“That first day, it was hard for me. I tried to contain my tears, my feelings.
“Lizeth asked me, ‘Are we homeless now?’ I told her ‘No, no, it was just an accident. I’ve got a job, your mom has a job. You’re alive. Nobody died. We complain about things, all of the time, but maybe this is a message from god. … We’re in the same situation [everyone from the building]. But don’t worry, because something good is coming.’”

43rd St fire shelter Ascension Lutheran volunteer Jasmine

Lunch time at the shelter, served by our volunteers and set up at Ascension Lutheran Church, one of the many partners to help these families during a difficult time.

On his family’s gratitude:
“I’m glad for Red Cross. … They made it so we had a place to sleep, something to eat and help us with our future. No one else is going to do all that for us.
“Red Cross has given the help that we needed. … There were little things, like games to play and a Mickey Mouse [doll]. I didn’t notice, but when I opened her backpack, she brought three waters and three bananas. [laughs] She had the Mickey in there with the things she brought from home.”

Red Cross continues to work with Jaime and his family, as well as with about two-dozen others impacted by this fire. To join our campaign to help families with fire prevention and protection across the county, click here.

“There are so many ways to help”: Erin Martin jumps into disaster volunteer roles

by Antonia Towns, Red Cross volunteer

When a tornado blew through the town of Chili, Erin Martin swirled into action.

A firefighter and longtime Wisconsin resident, Erin helped to coordinate a community clean-up effort for the town, about 20 minutes west of Marshfield. A few years later and after the birth of a child, Erin remained inspired by the disaster response experience, and signed up as a volunteer with the Red Cross.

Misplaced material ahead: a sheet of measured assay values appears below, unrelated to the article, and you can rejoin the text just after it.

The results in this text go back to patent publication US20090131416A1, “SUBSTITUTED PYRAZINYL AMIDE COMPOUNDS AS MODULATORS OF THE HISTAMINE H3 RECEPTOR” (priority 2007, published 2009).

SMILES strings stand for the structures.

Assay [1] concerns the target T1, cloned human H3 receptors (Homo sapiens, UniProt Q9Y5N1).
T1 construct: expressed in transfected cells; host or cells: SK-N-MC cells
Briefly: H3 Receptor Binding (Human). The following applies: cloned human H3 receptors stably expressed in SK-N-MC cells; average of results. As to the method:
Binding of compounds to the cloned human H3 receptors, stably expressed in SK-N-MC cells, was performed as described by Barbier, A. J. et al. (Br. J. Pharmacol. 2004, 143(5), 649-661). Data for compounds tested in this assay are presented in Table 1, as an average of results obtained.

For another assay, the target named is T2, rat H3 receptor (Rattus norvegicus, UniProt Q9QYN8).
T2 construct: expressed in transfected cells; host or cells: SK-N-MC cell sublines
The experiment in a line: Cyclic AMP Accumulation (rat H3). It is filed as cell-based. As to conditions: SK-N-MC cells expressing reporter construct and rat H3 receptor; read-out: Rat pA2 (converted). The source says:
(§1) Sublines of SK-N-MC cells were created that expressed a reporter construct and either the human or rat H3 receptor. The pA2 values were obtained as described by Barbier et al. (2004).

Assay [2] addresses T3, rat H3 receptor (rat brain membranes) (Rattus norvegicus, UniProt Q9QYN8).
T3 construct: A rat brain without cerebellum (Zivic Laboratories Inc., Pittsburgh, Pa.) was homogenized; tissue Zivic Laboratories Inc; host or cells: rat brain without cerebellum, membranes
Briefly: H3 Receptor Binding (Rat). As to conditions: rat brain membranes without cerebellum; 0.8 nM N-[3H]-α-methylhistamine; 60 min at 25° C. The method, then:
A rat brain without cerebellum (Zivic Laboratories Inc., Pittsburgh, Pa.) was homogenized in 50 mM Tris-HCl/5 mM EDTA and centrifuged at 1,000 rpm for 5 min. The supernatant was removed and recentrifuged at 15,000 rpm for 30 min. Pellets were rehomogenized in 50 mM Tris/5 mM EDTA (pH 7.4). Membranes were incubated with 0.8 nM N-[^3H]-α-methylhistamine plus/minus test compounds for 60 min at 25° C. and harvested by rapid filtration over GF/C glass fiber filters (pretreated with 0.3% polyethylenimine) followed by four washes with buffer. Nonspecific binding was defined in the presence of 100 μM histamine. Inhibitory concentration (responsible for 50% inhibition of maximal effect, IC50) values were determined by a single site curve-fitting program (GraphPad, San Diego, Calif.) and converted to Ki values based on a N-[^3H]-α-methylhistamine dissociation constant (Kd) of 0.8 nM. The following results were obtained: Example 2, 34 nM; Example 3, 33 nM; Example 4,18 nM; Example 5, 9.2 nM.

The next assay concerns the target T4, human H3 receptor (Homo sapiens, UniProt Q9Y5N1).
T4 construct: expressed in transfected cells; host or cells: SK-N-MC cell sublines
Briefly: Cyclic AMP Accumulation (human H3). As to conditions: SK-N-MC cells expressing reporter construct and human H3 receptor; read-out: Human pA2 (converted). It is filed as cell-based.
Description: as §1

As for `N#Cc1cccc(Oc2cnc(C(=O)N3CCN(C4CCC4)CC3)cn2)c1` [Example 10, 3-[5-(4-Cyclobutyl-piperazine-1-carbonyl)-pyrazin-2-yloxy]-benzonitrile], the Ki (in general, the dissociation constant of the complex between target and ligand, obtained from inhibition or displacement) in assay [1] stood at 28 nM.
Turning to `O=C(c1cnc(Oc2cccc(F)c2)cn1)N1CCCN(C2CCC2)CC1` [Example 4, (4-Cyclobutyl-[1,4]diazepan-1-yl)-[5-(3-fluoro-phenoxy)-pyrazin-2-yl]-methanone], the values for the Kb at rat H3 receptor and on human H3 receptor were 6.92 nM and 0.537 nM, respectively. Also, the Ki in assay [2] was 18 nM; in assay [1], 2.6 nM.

“There’s a huge need for it in Clark County. It’s been good,” said Erin, one of the volunteers we’re highlighting during National Volunteer Appreciation Week.

With 22 years of experience working for the fire department, 19 of those years as a firefighter, Erin brings a unique set of skills that are beneficial to her volunteer position on the Disaster Action Team (D.A.T.) with the Red Cross. Along with her skills and experience, Erin carries plenty of compassion.

“I’ve seen people after a house fire and they just have a sense of hopelessness with no clue of how to rebuild. I can point them in the right direction and understand what they went through,” she said.

She recalled a time when she responded to a house fire where the family had been split up.

“After I gave them their card and told them what to do next, the wife started crying. We gave them some direction,” Erin said, adding, “You’re one of the first people that tells the victims that they’re going to be OK.”

Brian Cockerham, Red Cross North Central Chapter disaster program manager, called Erin an “invaluable volunteer” for her steadfast presence in Clark County.

“Erin is a not only an amazing Red Cross volunteer but is a great community member and a real asset to people around her,” Cockerham said.

Although firefighters often partner with Red Cross staff and volunteers, Erin said she didn’t know the extent of Red Cross offerings and programs until she joined D.A.T. For instance, training to provide emotional support to people who have suffered from a residential fire let her know that “there are so many ways to help.”

And with her holistic emergency background – for which she was awarded a Hometown Hero honor from the North Central Chapter of the Red Cross – comes a well-rounded view of the impact during emergencies.

“I’ve seen people during the events, and with the Red Cross, now I see them after, in recovery,” she said. “I’ve seen the full circle now.”

For more information on the ways you can help your community and our state, visit redcross.org/volunteer.

In First Aid, Jeanne Charnon is a Top Volunteer

by Antonia Towns, Red Cross volunteer

Upon retiring from her job as a travel agent, Jeanne Charnon started to move up the ranks as a volunteer for the Red Cross.